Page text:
Moral Monday Takes on ALEC and Koch Brothers



(APN) ATLANTA — On Monday, April 21, 2014, hundreds gathered across from the State Capitol to follow the money trail from the Gold Dome to the Atlanta offices of the rich and powerful Koch brothers at the Georgia Pacific building.   

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Koch Industries, along with other large corporations, financially supports the American Legislative Exchange Council (ALEC) that actually writes the repressive legislation passed by state legislatures throughout the nation.


Georgia’s HB 60, the guns everywhere bill, is an example of model legislation written by ALEC and the gun lobby.  ALEC writes legislation that assaults the environment, health care, women’s rights, gay rights, immigrant rights, civil rights, workers rights, renewal energy, and much more.


In the Georgia General Assembly, we have 37 ALEC members.  In the House of Representatives, Rep. Calvin Hill, Jr. (R-Canton) is the ALEC Chairman and in the Senate, Sen. Jack Hill (R-Reidsville) is the ALEC Chairman.


ALEC members in the State House of Representative are Buzz Brockway (R-101), David Casas (R-103), Josh Clark (R-98), Kevin Cooke (R-18), Sharon Cooper (R-41), Mike Dudgeon (R-24), Terry England (R-108), Earl Ehrhart (R-36), Gerald Greene (R-149), Mark Hamilton R-23), Ben Harbin (R-118), Jan Jones (R-46), Ed Lindsey, Jr (R-54), Charles Martin, Jr (R-47), Howard Maxwell (R-17), John Meadows (R-5), Larry O’Neal (R-146), Don Parsons (R-42), Paulette Rakestraw-Braddock (R-19), and Tom Rice (R-5).


ALEC members in the State Senate are John Albers (R-56), Don Balfour (R-9), Ronnie Chance (R-16), Steve Gooch (R-51), Lee Hawkins (R-49), Bill Heath (R-31), Judson Hill (R-32), Barry Loudermilk (R-14), Fran Millar (R-79), Jack Murphy (R-27), Cecil Staton (R-18), Jesse Stone (R-23), Ross Tolleson (R-20 and Renee Unterman (R-45).


“We are marching to Georgia Pacific because that is where the Koch brothers have offices and they are a major funder of ALEC, which is reeking havoc on our political system.   ALEC is writing the bills, not our elected representatives… and putting money in the pockets of politicians to say, you can’t get your unemployment benefits and you can’t get your health care [Affordable Care Act]…  We are calling on every politician in the state… to dump ALEC and dump Koch,” Neil Sardana with Moral Monday said.


After the Supreme Court ruled in Citizens United that corporations are people and money is free speech, combined with the recent McCutcheon ruling that strikes down overall limits on campaign contributions, the wealthy elite have more freedom of speech than the rest of us.   


It means that wealthy donors, whether progressive or right-wing, can give as much money as they want to federal elections candidates across the country, as long as no candidate receives more than the $5,200 cap per person.  But a donor can spend millions on a specific candidate by giving to super PAC’s and 501(c)(4)’s.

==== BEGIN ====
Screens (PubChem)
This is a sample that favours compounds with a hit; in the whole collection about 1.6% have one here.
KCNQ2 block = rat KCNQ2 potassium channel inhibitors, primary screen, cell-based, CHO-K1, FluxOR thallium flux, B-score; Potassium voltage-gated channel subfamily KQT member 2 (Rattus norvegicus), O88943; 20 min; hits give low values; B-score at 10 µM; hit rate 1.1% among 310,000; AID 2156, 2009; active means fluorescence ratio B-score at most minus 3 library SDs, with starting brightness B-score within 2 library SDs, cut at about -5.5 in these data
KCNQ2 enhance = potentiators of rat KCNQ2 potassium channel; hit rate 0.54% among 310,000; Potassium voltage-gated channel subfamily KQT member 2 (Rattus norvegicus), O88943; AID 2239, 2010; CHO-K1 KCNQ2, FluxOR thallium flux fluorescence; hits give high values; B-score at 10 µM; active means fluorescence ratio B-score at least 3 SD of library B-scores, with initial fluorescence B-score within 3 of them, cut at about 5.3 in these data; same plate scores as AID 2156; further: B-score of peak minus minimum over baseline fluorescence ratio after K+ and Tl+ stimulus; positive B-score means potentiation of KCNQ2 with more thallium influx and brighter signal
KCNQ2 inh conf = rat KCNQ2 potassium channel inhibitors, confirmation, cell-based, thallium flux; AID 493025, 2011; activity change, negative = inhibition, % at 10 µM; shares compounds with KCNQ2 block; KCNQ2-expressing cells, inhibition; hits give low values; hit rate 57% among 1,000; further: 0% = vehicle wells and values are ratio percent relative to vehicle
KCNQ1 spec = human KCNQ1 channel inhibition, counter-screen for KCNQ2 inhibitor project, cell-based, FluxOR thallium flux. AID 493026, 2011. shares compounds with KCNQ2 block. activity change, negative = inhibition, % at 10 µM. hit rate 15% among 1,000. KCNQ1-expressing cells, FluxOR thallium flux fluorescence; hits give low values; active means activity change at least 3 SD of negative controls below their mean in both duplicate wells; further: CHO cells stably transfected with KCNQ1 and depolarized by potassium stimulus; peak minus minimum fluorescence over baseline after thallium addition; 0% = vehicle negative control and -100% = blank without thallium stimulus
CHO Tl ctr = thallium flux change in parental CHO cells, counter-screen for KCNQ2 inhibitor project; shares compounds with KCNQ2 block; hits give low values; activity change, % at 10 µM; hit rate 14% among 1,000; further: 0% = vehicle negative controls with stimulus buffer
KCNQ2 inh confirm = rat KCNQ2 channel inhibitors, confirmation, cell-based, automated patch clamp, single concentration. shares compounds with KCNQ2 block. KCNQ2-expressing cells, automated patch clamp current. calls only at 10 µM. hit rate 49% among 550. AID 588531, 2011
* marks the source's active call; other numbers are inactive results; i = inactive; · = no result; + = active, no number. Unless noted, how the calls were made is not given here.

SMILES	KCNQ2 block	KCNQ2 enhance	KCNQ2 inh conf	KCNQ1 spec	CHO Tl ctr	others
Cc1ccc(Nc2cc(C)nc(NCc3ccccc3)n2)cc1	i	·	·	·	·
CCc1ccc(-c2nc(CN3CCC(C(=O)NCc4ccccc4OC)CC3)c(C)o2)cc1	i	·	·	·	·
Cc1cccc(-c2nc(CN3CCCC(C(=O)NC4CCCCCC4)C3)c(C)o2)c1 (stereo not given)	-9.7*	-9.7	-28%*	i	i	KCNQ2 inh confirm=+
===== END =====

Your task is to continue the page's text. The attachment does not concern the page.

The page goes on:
“People who have millions and billions of dollars should not have a larger voice in a democracy than people who have no dollars at all.  We are concerned about our democracy.  We are concerned that we have the best politicians that money can buy.  We will not have taxation without representation,” Rev. Raphael Warnock, senior pastor, Ebenezer Baptist Church, said.


Now big pharmaceutical corporations, the nuclear power and weapons industry, the National Rifle Association (NRA) lobby, oil and gas corporations, Wall Street banks, and Koch Industries can spend as much money as necessary to influence politicians and votes.  Ordinary citizens cannot fairly compete with the money and influence of Corporate America or from billionaires and millionaires.  


The Moral Monday lineup included Rabbi Joshua Lesser, Congregation Bet Haverim; U.S. Rep. John Lewis (D-GA); Rev. Raphael Warnock, senior pastor, Ebenezer Baptist Church; Rev. Shannon Jones, associate pastor, Ebenezer Baptist Church; Rev. Ed Loring, Open Door Community; Rev. Fred Taylor, civil rights leader; State Sen. Vincent Fort (D-Atlanta); State Rep. Tyrone Brooks (D-Atlanta); Joe Beasley, civil rights leader; and Tim Franzen, American Friends Service Committee.


Rabbi Lesser led the people in prayer.  “We are asking for our people to be let go, so our voices can be heard for change.  Let us part the seas of injustice, let us speak out to the elite, so that their hearts are not harden like the Pharaohs’.  But open and able to see our common humanity, able to see, what is good for all of us is good for them too.  Let our voices be heard at the Capitol, throughout the city and the state,” Rabbi Lesser prayed.


The march from the State Capitol, following the money, to the Koch brothers offices began with several hundred participants representing a diverse coalition of teachers, labor, students, clergy, civil rights activists, gay rights activists, environmentalists, women, seniors, and immigrants.


On the march people chanted, Expand Medicaid, Forward Together, Not One Step Back, Dump ALEC, Dump Koch.


“Most Georgians agree that Medicaid ought to be expanded.  The Koch brothers do not want Medicaid expanded.  If they win and the people lose, we are not living in a democracy, we are living in an oligarchy.  Our democracy will not be taken from us without a fight,”  Rev. Warnock promised.


“People with a lot of money want to buy elections but elections are not up for sale,” U.S. Rep. Lewis said.


“The Governor of this state will not use his pen to say okay we are going to expand Medicaid.  More than 600,000 people in Georgia need health care.  We’ve got to have people in office who will say yes to what is right and no to what is wrong.  There were people who did not like Medicare and Social Security, but now they are grateful.  One day, they will say thank you to the Affordable Care Act,” Rep. Lewis said.




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